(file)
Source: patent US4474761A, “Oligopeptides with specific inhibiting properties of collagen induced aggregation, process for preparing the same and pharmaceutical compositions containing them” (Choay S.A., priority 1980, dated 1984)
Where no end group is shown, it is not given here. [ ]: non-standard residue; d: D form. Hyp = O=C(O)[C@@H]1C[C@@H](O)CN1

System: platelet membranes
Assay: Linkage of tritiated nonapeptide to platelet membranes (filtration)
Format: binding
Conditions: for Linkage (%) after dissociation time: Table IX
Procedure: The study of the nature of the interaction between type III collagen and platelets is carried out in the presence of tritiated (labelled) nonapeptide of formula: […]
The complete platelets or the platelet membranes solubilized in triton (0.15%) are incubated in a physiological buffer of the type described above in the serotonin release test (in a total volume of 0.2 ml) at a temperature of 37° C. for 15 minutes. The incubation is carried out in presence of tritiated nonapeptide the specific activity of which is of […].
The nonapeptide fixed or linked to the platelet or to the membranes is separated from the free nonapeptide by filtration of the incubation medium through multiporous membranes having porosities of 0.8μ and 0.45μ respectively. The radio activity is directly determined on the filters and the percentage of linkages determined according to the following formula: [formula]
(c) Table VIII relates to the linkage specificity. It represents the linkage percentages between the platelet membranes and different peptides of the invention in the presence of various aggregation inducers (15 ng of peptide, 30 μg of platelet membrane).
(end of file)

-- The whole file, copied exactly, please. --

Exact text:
Source: patent US4474761A, “Oligopeptides with specific inhibiting properties of collagen induced aggregation, process for preparing the same and pharmaceutical compositions containing them” (Choay S.A., priority 1980, dated 1984)
Where no end group is shown, it is not given here. [ ]: non-standard residue; d: D form. Hyp = O=C(O)[C@@H]1C[C@@H](O)CN1

System: platelet membranes
Assay: Linkage of tritiated nonapeptide to platelet membranes (filtration)
Format: binding
Conditions: for Linkage (%) after dissociation time: Table IX
Procedure: The study of the nature of the interaction between type III collagen and platelets is carried out in the presence of tritiated (labelled) nonapeptide of formula: […]
The complete platelets or the platelet membranes solubilized in triton (0.15%) are incubated in a physiological buffer of the type described above in the serotonin release test (in a total volume of 0.2 ml) at a temperature of 37° C. for 15 minutes. The incubation is carried out in presence of tritiated nonapeptide the specific activity of which is of […].
The nonapeptide fixed or linked to the platelet or to the membranes is separated from the free nonapeptide by filtration of the incubation medium through multiporous membranes having porosities of 0.8μ and 0.45μ respectively. The radio activity is directly determined on the filters and the percentage of linkages determined according to the following formula: [formula]
(c) Table VIII relates to the linkage specificity. It represents the linkage percentages between the platelet membranes and different peptides of the invention in the presence of various aggregation inducers (15 ng of peptide, 30 μg of platelet membrane).